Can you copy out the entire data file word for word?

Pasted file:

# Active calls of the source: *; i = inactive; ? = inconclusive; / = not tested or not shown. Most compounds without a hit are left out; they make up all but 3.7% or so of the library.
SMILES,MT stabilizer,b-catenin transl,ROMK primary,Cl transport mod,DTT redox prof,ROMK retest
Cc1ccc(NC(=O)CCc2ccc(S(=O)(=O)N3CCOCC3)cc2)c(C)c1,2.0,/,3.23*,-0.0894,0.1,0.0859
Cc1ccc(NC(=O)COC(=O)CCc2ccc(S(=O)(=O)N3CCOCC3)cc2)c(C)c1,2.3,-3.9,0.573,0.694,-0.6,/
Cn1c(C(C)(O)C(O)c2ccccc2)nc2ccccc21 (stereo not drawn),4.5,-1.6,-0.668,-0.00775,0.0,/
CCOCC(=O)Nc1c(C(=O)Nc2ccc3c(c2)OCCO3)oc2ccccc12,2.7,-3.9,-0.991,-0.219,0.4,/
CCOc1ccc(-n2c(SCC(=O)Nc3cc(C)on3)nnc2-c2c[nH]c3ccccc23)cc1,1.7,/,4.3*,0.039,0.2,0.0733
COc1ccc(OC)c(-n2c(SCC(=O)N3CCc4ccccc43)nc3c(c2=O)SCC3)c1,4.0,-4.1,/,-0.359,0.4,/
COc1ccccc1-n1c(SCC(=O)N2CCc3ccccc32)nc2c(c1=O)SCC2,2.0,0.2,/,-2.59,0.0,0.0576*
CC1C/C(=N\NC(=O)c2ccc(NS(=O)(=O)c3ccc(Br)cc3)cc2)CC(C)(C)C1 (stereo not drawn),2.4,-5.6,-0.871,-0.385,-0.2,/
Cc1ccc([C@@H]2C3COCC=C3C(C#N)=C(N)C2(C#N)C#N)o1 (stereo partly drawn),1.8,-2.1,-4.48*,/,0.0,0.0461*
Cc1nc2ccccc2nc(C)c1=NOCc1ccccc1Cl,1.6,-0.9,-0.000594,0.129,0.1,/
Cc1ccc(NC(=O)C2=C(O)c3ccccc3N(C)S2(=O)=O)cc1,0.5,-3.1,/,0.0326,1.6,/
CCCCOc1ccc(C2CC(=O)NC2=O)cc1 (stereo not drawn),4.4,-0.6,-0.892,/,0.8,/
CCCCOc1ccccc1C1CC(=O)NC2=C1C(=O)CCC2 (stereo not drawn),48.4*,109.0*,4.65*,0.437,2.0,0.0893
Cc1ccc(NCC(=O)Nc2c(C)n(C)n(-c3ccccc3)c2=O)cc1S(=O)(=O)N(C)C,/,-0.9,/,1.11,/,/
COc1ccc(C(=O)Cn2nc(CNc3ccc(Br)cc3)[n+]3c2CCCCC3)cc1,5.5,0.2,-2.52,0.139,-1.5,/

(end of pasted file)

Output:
# Active calls of the source: *; i = inactive; ? = inconclusive; / = not tested or not shown. Most compounds without a hit are left out; they make up all but 3.7% or so of the library.
SMILES,MT stabilizer,b-catenin transl,ROMK primary,Cl transport mod,DTT redox prof,ROMK retest
Cc1ccc(NC(=O)CCc2ccc(S(=O)(=O)N3CCOCC3)cc2)c(C)c1,2.0,/,3.23*,-0.0894,0.1,0.0859
Cc1ccc(NC(=O)COC(=O)CCc2ccc(S(=O)(=O)N3CCOCC3)cc2)c(C)c1,2.3,-3.9,0.573,0.694,-0.6,/
Cn1c(C(C)(O)C(O)c2ccccc2)nc2ccccc21 (stereo not drawn),4.5,-1.6,-0.668,-0.00775,0.0,/
CCOCC(=O)Nc1c(C(=O)Nc2ccc3c(c2)OCCO3)oc2ccccc12,2.7,-3.9,-0.991,-0.219,0.4,/
CCOc1ccc(-n2c(SCC(=O)Nc3cc(C)on3)nnc2-c2c[nH]c3ccccc23)cc1,1.7,/,4.3*,0.039,0.2,0.0733
COc1ccc(OC)c(-n2c(SCC(=O)N3CCc4ccccc43)nc3c(c2=O)SCC3)c1,4.0,-4.1,/,-0.359,0.4,/
COc1ccccc1-n1c(SCC(=O)N2CCc3ccccc32)nc2c(c1=O)SCC2,2.0,0.2,/,-2.59,0.0,0.0576*
CC1C/C(=N\NC(=O)c2ccc(NS(=O)(=O)c3ccc(Br)cc3)cc2)CC(C)(C)C1 (stereo not drawn),2.4,-5.6,-0.871,-0.385,-0.2,/
Cc1ccc([C@@H]2C3COCC=C3C(C#N)=C(N)C2(C#N)C#N)o1 (stereo partly drawn),1.8,-2.1,-4.48*,/,0.0,0.0461*
Cc1nc2ccccc2nc(C)c1=NOCc1ccccc1Cl,1.6,-0.9,-0.000594,0.129,0.1,/
Cc1ccc(NC(=O)C2=C(O)c3ccccc3N(C)S2(=O)=O)cc1,0.5,-3.1,/,0.0326,1.6,/
CCCCOc1ccc(C2CC(=O)NC2=O)cc1 (stereo not drawn),4.4,-0.6,-0.892,/,0.8,/
CCCCOc1ccccc1C1CC(=O)NC2=C1C(=O)CCC2 (stereo not drawn),48.4*,109.0*,4.65*,0.437,2.0,0.0893
Cc1ccc(NCC(=O)Nc2c(C)n(C)n(-c3ccccc3)c2=O)cc1S(=O)(=O)N(C)C,/,-0.9,/,1.11,/,/
COc1ccc(C(=O)Cn2nc(CNc3ccc(Br)cc3)[n+]3c2CCCCC3)cc1,5.5,0.2,-2.52,0.139,-1.5,/